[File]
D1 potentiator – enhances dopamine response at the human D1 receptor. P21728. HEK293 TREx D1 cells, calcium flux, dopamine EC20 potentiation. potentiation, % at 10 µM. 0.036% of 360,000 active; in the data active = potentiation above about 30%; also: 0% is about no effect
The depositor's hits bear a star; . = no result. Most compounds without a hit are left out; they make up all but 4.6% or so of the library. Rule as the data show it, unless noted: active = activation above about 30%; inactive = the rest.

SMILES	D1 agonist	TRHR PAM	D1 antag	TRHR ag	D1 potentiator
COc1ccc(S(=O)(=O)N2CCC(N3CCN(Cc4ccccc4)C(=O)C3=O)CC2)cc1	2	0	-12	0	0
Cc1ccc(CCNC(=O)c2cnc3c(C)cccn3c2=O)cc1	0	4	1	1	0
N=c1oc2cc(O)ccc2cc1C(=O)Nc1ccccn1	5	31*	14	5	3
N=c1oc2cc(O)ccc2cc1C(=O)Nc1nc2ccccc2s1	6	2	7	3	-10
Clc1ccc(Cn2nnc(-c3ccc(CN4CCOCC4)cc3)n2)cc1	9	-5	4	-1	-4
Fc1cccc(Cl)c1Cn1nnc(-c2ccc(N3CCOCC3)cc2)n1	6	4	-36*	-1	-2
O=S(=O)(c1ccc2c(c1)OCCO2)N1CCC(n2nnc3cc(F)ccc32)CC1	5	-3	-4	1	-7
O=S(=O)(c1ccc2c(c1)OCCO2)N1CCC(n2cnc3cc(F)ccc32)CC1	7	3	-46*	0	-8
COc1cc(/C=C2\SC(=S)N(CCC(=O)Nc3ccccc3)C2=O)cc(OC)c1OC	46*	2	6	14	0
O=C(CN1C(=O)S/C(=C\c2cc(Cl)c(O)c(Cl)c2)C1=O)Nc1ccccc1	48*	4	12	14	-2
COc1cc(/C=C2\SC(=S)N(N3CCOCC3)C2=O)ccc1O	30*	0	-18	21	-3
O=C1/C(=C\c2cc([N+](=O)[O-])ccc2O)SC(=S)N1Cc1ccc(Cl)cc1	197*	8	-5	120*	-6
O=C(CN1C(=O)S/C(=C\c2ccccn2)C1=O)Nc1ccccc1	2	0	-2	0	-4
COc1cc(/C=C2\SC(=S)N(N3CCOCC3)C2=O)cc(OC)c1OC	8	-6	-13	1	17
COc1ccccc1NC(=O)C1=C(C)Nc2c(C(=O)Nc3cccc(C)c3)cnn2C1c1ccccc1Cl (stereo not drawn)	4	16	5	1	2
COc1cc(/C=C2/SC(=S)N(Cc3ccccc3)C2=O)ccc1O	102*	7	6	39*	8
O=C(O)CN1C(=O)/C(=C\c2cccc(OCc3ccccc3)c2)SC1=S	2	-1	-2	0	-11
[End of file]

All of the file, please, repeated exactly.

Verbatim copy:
D1 potentiator – enhances dopamine response at the human D1 receptor. P21728. HEK293 TREx D1 cells, calcium flux, dopamine EC20 potentiation. potentiation, % at 10 µM. 0.036% of 360,000 active; in the data active = potentiation above about 30%; also: 0% is about no effect
The depositor's hits bear a star; . = no result. Most compounds without a hit are left out; they make up all but 4.6% or so of the library. Rule as the data show it, unless noted: active = activation above about 30%; inactive = the rest.

SMILES	D1 agonist	TRHR PAM	D1 antag	TRHR ag	D1 potentiator
COc1ccc(S(=O)(=O)N2CCC(N3CCN(Cc4ccccc4)C(=O)C3=O)CC2)cc1	2	0	-12	0	0
Cc1ccc(CCNC(=O)c2cnc3c(C)cccn3c2=O)cc1	0	4	1	1	0
N=c1oc2cc(O)ccc2cc1C(=O)Nc1ccccn1	5	31*	14	5	3
N=c1oc2cc(O)ccc2cc1C(=O)Nc1nc2ccccc2s1	6	2	7	3	-10
Clc1ccc(Cn2nnc(-c3ccc(CN4CCOCC4)cc3)n2)cc1	9	-5	4	-1	-4
Fc1cccc(Cl)c1Cn1nnc(-c2ccc(N3CCOCC3)cc2)n1	6	4	-36*	-1	-2
O=S(=O)(c1ccc2c(c1)OCCO2)N1CCC(n2nnc3cc(F)ccc32)CC1	5	-3	-4	1	-7
O=S(=O)(c1ccc2c(c1)OCCO2)N1CCC(n2cnc3cc(F)ccc32)CC1	7	3	-46*	0	-8
COc1cc(/C=C2\SC(=S)N(CCC(=O)Nc3ccccc3)C2=O)cc(OC)c1OC	46*	2	6	14	0
O=C(CN1C(=O)S/C(=C\c2cc(Cl)c(O)c(Cl)c2)C1=O)Nc1ccccc1	48*	4	12	14	-2
COc1cc(/C=C2\SC(=S)N(N3CCOCC3)C2=O)ccc1O	30*	0	-18	21	-3
O=C1/C(=C\c2cc([N+](=O)[O-])ccc2O)SC(=S)N1Cc1ccc(Cl)cc1	197*	8	-5	120*	-6
O=C(CN1C(=O)S/C(=C\c2ccccn2)C1=O)Nc1ccccc1	2	0	-2	0	-4
COc1cc(/C=C2\SC(=S)N(N3CCOCC3)C2=O)cc(OC)c1OC	8	-6	-13	1	17
COc1ccccc1NC(=O)C1=C(C)Nc2c(C(=O)Nc3cccc(C)c3)cnn2C1c1ccccc1Cl (stereo not drawn)	4	16	5	1	2
COc1cc(/C=C2/SC(=S)N(Cc3ccccc3)C2=O)ccc1O	102*	7	6	39*	8
O=C(O)CN1C(=O)/C(=C\c2cccc(OCc3ccccc3)c2)SC1=S	2	-1	-2	0	-11